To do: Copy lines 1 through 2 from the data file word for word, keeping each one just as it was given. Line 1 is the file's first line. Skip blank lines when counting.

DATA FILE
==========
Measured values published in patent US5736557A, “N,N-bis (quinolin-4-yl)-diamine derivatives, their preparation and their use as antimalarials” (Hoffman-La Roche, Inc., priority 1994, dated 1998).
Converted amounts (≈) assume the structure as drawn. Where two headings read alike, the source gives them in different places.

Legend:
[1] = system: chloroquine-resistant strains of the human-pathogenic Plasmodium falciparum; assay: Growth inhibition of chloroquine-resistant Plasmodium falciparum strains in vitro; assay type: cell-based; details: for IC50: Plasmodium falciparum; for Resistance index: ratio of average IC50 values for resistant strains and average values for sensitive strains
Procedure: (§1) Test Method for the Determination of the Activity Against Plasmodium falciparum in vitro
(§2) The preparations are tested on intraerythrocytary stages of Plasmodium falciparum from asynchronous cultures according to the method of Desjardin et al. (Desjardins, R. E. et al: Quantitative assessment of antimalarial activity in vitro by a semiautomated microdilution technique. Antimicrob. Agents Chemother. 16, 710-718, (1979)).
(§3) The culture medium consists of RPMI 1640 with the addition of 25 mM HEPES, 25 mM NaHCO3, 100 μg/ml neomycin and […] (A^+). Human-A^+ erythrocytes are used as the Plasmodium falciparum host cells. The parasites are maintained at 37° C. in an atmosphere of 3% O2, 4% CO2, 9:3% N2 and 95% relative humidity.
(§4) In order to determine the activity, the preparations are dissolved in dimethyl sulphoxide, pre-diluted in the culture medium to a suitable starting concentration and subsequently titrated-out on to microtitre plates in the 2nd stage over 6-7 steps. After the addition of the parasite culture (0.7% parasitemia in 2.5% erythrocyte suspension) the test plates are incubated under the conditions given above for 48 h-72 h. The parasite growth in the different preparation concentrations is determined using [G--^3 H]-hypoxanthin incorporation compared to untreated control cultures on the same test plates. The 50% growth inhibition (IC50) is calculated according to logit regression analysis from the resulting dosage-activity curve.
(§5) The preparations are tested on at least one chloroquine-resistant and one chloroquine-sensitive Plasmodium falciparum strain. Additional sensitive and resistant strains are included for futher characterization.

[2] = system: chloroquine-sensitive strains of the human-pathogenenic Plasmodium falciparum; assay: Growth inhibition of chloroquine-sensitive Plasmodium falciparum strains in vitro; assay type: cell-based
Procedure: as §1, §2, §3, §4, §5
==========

Measured values published in patent US5736557A, “N,N-bis (quinolin-4-yl)-diamine derivatives, their preparation and their use as antimalarials” (Hoffman-La Roche, Inc., priority 1994, dated 1998).
Converted amounts (≈) assume the structure as drawn. Where two headings read alike, the source gives them in different places.